Yes it's Ken Russell directed biopic, Valentino (1977)
Look at that eh? Doesn't it look fabulous?
So why does it fail so utterly?
I still can't quite come up with a reason. It just doesn't work. A match made in heaven with Hollywood backing ($5 Million, what was Ken's most expensive film to that date) simply bombed; a critical and commercial failure.
Ken himself was quoted as saying it was "the biggest mistake of my career" and would later denounce it completely after a viewing left him wondering "what idiot made this?"
He wouldn't make another movie in Hollywood until Altered States three years later, and that was as a hasty replacement for original director Arthur Penn.
Could the blame be laid at the door of the film's star, ballet legend Rudolf Nureyev? Well, it's fair to say he wasn't a natural actor and that the pale Russian wasn't a natural fit for the tanned Italian. But he handles it as well as possible and is naturally fantastic dancer in the film's many dance scenes. Where he fails possibly is in not convincing as the hapless, manipulated himbo the film's scrip tries to persuade us Valentino was. The script asks for our sympathy, poor Rudolph was a figure met with both extreme love and extreme hate, a puppet dancing to the tune of many a master. Rudolf on the other hand, never loses his haughty prima donna facade. He is the type of man who we know from legend can get whatever he wants from a hissy tantrum. His natural dancer's temperament is hard to hide.
Indeed one has to wonder why Ken cast him, especially as in the late 1960s he was the reason why Ken's mooted biopic of Nijinsky (whom Rudolf was eager to play) was nixed.
Oh and the scene in the tent with him and fellow non actor, The Mamas and The Papas Michelle Phillips, proves that at least Rudolf was a big chap! One for the ladies there.
No, the fault is sadly the script and the way Ken approached the film. We're told it is a film that takes dramatic licence with the facts. For dramatic licence read completely falsifies several events; notably the events that lead to the film's climax. Valentino was indeed called a 'powder puff' (there had long been offensive, scurrilous rumours about his sexuality and Ken himself believed that Valentino was gay, though he didn't actually depict him as such here) by a reporter and he did indeed challenge him to a boxing match to prove his masculinity, but the match never actually occurred. Nor did the drinking match either, and therefore neither were reason for the perforated ulcer that brought about Valentino's tragically early demise at just 31 years of age.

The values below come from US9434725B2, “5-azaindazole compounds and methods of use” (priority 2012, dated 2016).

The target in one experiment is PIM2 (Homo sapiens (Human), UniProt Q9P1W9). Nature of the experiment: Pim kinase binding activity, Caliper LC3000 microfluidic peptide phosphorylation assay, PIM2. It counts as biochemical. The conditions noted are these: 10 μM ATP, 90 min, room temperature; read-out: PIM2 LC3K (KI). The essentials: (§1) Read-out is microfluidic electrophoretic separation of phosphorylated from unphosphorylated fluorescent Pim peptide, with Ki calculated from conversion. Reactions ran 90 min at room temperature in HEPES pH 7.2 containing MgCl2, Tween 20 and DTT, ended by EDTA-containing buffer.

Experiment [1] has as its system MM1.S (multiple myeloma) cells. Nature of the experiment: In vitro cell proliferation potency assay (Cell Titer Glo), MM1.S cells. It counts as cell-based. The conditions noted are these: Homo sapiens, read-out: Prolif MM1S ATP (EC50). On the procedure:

With so much fantasy, one wonders why Ken didn't just write a complete work of fiction and create a character to head the film, especially as he never truly seems to grasp the figure of Valentino, be it through poor acting from his chosen lead or an uncertain handle on the character all round.
The film's multi narrative also proves frustrating and it's not always clear who is actually telling the story. Of them all the best is Felicity Kendal as the woman who discovered Valentino and brought him to the movies; June Mathis (telling her story to a pre Cheers John Ratzenberger no less!) It's a real shame this was Kendal's only role for Russell, as she deserves far better material than what was on offer here and could have been an interesting regular for him.
Ken has a pleasing eye for the faux glamour, the grit in the pearl of the 1900s and The Roaring Twenties - in much the same way he captures the feel of the rotting pox beneath the powdered faces of the aristocracy in The Devils say - but on the whole this is a rather empty affair for Ken, bereft of the usual quirky and flamboyant cinematic flourishes we are used to. It's unfair to say Ken only ever had true success with his biopics of composers, but you can see why those who hold such a belief would point to this as a reason to support such a claim. Without the music, the impressive big characters of the tortured geniuses that he had depicted before, things all feel a bit flat. Even his most vivid scene, a true grotesque in which Valentino jailed on his wedding night for bigamy is force fed a diuretic and has his toilet bowl taken away from him. The horror of watching the star urinating himself, slipping in the puddle as he tries to fight off the unwanted violent advances of some of his fellow imprisoned 'fans' one of whom is a masterbating Dudley Sutton (a Russell regular) as 'Willie The Wanker' is a truly offensive sight, and again there's no evidence it actually occurred (though he was held in custody overnight for bigamy charges, an experience which distressed him for the rest of his life) But unlike the offensive scenes of Ken's other movies, there's simply little merit for it's inclusion here.
The climax is also strangely at odds with Ken. A cruelly sadistic-as usual-Peter Vaughn bullies, jeers and fights Valentino yet the underdog wins out, not once, but twice. It's the kind of sentimental fantastical turn of events that you'd expect Russell to pour scorn on normally, yet here he is, giving us his Rocky moment.
In conclusion; sorry Ken, a rare misfire and it's clear he knew all too well it should have been, could have been so much better.
Oh well, here's some fabulous pictures and it is true to say it is a film that does look glorious on occasion
The Soldier on film
Teaching Nijinksy the Tango
The infamous jail scene
The Sheikh of Araby
Carole Kane and William Hootkins as Fatty Arbuckle and his Gal
The Great Lover about to become The Great Fighter?
Saluting his adopted homeland